EPA announces new process for rulemaking
Compiled by Georgia Farm Bureau
On Feb. 28, the U.S. Environmental Protection Agency (EPA) announced the implementation of a new process by which its Science Advisory Board (SAB) will assess the science that supports decisions regarding agency proposed rules affecting the use of crop protectants, endangered species and water, among other things.
According to an EPA press release, the new process will restore opportunities for peer review and strengthen the independence of the board. The updated process builds on the principle that early engagement with the Science Advisory Board is a priority and will best enable EPA to benefit from the expert advice received from the board.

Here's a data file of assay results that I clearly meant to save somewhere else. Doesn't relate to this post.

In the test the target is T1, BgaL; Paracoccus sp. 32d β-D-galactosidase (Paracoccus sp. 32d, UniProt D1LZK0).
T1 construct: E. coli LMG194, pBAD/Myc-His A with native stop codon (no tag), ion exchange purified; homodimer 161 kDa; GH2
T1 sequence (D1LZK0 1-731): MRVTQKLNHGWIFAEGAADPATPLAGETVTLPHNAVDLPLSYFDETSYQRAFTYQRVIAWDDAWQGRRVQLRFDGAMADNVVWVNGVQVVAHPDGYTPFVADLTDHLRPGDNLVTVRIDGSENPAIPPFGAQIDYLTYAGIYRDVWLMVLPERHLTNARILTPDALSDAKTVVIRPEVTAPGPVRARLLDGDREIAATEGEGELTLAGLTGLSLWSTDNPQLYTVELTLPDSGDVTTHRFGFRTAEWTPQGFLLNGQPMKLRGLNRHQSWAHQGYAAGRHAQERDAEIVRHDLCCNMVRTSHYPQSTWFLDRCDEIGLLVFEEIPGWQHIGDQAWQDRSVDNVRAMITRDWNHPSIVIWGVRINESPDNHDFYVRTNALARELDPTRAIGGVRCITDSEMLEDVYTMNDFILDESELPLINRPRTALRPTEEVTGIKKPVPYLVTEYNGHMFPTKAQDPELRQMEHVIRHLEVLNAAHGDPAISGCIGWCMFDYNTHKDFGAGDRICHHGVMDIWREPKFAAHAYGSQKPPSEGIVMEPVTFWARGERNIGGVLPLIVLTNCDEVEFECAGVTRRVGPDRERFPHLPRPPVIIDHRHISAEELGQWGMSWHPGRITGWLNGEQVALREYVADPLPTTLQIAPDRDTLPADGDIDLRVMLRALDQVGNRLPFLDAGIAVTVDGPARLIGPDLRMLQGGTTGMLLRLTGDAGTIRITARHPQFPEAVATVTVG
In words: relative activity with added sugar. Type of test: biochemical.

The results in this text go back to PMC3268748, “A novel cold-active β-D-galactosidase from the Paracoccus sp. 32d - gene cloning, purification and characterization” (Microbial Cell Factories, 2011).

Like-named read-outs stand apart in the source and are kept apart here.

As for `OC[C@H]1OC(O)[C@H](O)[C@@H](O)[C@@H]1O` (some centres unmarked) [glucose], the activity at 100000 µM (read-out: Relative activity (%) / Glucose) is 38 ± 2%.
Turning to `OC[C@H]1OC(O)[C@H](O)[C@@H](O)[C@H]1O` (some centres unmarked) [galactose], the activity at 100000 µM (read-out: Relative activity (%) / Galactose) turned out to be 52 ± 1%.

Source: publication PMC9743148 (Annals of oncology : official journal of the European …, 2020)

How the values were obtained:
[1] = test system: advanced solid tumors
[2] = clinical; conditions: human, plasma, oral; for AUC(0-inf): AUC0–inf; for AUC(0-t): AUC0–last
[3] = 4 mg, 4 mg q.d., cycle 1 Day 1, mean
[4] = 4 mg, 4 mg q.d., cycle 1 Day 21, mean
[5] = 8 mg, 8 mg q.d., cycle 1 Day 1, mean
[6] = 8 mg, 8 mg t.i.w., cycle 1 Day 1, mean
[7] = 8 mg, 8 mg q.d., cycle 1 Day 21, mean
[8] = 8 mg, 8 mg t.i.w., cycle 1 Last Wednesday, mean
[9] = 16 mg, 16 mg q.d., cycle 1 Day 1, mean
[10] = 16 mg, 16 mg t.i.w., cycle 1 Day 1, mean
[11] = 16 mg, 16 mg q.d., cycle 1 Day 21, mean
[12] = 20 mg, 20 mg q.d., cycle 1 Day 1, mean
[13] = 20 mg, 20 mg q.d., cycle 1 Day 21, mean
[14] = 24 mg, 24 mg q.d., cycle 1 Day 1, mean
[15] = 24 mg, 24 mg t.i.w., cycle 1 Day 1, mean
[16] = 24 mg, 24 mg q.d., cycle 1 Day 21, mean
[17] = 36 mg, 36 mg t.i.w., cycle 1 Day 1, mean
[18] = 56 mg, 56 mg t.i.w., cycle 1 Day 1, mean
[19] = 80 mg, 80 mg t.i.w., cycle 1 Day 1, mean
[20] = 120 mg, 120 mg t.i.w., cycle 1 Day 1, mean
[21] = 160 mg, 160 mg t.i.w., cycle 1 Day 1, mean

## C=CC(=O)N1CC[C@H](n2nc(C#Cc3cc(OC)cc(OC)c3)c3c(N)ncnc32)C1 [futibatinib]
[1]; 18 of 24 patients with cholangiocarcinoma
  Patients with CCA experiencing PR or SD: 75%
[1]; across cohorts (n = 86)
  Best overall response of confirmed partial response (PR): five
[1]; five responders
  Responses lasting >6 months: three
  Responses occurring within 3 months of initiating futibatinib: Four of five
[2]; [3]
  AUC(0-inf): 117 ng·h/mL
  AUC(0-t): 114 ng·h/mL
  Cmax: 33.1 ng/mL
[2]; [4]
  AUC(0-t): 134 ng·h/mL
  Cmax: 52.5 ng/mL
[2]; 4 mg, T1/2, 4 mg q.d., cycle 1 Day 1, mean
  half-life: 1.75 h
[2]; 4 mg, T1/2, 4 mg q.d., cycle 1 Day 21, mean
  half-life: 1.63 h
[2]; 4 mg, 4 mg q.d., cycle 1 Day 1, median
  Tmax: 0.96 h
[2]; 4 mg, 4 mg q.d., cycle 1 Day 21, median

The process includes the following:
• Early engagement of the SAB in peer-review activities;
• Formation of a new SAB work group to examine, screen and identify potential actions proposed by the EPA that may call for SAB review. The work group would take its recommendations to the full SAB for consideration;
• EPA submission to the SAB staff office of information regarding planned actions in the agency’s semiannual regulatory agenda expected to undergo interagency review;
• EPA transmittal to the SAB staff office of all proposed actions sent to the Office of Management and Budget for interagency review, as well as the relevant supporting scientific and technical information;
• Periodic internal preparatory meetings of the new SAB work group to examine planned actions, identify aspects that may need review and prepare a report with recommendations for or against peer review for each planned action;
• Public meetings of the full SAB to decide whether to conduct recommended SAB peer reviews.
These details were outlined in a Feb. 28 EPA memo, which can be accessed at https://sab.epa.gov/ords/sab/sab_apex/r/files/static/v403/Science%20Supporting%20EPA%20Decisions.pdf.